Business owners have additional concerns in divorce. Among those concerns are keeping your business healthy financially and personally, keeping business information confidential and keeping business decisions within the control of the owners. No business owner wants a divorce to negatively impact his or her business, but without thinking through the process of divorce and how to best handle that business throughout the process, bad things can and do happen. Both spouses, not just the business owner spouse, have a vested interest in making sure the business thrives during and after a divorce.

Keeping your business healthy throughout the divorce process can be extremely difficult. Most business owners want to stay focused on running their business and going through a divorce is a huge distraction. It can be distracting for the business owner, requiring phone calls and meetings with attorneys and other professionals, reviewing letters, documents, court filings, all of which take your time and energy away from running your business. It is distracting for employees, who see and hear the business owner (their boss) spending time on other matters and frequently leads to questions about the future of the business and therefore, the future of their jobs. If both spouses can explicitly acknowledge their mutual interest in keeping the business healthy and use a divorce process that allows for orderly, planned use of time and resources, it minimizes the distraction and unnecessary diversion of energy. It also presents a solid, controlled picture to the employees so they can confidently go about doing their work without the divorce drama.

Most owners want their businesses to be well-known but want the confidential information regarding the operations of their businesses to remain confidential. The divorce process has the potential to expose all of the confidential inner workings of your business to public scrutiny. Court records, including testimony and exhibits regarding business operations, management and valuation, are public records. That means if you discuss this information in court filings or hearings, anybody can go to the courthouse (or go online in most jurisdictions) and get copies of all your business-related information.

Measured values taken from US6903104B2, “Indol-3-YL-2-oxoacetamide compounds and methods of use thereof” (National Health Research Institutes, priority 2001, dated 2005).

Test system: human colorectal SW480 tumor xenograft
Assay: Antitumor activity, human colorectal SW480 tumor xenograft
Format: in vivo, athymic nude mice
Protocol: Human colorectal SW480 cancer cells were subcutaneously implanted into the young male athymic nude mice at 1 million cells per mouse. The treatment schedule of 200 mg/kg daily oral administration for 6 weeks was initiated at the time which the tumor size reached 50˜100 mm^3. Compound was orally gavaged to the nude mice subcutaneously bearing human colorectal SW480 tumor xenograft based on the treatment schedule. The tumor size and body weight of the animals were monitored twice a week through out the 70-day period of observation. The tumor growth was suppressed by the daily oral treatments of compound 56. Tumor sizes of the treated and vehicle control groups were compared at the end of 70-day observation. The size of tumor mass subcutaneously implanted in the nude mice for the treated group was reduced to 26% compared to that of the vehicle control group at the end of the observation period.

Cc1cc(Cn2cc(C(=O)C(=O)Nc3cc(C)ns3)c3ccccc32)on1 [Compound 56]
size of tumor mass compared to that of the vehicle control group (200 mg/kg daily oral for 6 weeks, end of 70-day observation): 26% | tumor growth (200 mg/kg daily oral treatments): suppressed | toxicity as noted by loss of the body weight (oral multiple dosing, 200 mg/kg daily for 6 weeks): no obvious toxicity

If you own a business and you give decision-making authority to someone else (divorce master, judge), you are also giving them decision-making authority over the future of your business. If you and your spouse can’t agree on business management during the divorce process, the court could end up making those decisions or appointing a third party to make them. Being a business owner myself, that’s a scary thought. That possibility should be a powerful incentive for business owners to carefully consider the process they’ll use for their divorce before actually starting it.

So how can you make sure your business not only survives, but thrives, despite the fact that you’re getting divorced? The first step is to get educated. Meet with an attorney to discuss all of the available options for how to go through the divorce process. Include your spouse in this education process (although he or she cannot meet with you and your attorney), since you’ll both be deciding what route to take in the divorce. Then put what you’ve learned into play. Engage in the best possible process to protect and preserve your business. Keep that in your mind as a goal when you’re making decisions. And make sure your attorney understands the importance of that goal to you.